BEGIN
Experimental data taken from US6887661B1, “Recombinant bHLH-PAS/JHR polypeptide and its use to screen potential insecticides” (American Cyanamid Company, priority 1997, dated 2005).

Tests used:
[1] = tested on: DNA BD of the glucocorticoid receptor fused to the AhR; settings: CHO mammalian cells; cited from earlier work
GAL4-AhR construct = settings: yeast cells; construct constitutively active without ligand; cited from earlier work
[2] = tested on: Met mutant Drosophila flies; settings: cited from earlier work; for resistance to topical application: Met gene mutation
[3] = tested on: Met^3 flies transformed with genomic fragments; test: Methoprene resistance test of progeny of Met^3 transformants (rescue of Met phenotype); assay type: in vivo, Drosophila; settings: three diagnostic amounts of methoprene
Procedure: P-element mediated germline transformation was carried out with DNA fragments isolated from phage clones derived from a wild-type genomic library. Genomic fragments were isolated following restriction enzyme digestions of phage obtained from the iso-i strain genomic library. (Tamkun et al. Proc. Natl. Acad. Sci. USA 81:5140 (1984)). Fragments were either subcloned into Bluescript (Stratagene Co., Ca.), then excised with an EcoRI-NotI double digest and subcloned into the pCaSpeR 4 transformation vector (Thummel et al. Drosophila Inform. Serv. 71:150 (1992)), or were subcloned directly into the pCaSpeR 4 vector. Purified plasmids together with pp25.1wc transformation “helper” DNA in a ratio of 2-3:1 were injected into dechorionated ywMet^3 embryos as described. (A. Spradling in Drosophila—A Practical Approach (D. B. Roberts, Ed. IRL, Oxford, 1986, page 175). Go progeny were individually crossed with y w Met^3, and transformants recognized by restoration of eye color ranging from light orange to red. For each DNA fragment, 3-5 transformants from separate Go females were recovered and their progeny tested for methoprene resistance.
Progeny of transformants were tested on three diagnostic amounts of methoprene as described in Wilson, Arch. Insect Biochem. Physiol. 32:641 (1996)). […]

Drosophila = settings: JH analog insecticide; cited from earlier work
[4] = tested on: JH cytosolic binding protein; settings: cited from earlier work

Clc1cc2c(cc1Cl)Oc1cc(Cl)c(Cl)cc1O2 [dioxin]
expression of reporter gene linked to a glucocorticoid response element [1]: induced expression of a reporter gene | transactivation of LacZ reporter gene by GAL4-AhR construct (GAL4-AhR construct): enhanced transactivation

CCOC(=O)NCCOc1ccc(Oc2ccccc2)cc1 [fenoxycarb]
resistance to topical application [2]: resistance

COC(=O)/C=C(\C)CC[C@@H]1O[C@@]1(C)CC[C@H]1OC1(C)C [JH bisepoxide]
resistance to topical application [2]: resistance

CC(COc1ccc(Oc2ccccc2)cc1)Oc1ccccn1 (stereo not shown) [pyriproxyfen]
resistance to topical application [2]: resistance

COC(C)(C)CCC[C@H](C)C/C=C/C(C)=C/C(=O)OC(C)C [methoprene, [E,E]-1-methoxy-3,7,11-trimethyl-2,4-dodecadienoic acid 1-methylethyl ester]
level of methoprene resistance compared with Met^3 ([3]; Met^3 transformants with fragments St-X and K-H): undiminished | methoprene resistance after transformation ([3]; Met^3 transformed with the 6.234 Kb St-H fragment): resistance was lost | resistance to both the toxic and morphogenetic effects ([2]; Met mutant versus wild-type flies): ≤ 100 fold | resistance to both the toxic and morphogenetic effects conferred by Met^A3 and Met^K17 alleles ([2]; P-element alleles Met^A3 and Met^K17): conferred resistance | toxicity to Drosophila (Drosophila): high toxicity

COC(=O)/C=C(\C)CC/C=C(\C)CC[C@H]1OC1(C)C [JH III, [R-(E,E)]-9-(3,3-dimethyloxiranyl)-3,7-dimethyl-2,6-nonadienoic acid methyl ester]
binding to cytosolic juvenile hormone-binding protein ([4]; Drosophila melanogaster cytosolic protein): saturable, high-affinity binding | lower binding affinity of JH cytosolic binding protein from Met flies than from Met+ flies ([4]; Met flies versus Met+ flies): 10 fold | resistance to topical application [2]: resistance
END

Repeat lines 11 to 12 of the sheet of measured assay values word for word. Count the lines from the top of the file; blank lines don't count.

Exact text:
Clc1cc2c(cc1Cl)Oc1cc(Cl)c(Cl)cc1O2 [dioxin]
expression of reporter gene linked to a glucocorticoid response element [1]: induced expression of a reporter gene | transactivation of LacZ reporter gene by GAL4-AhR construct (GAL4-AhR construct): enhanced transactivation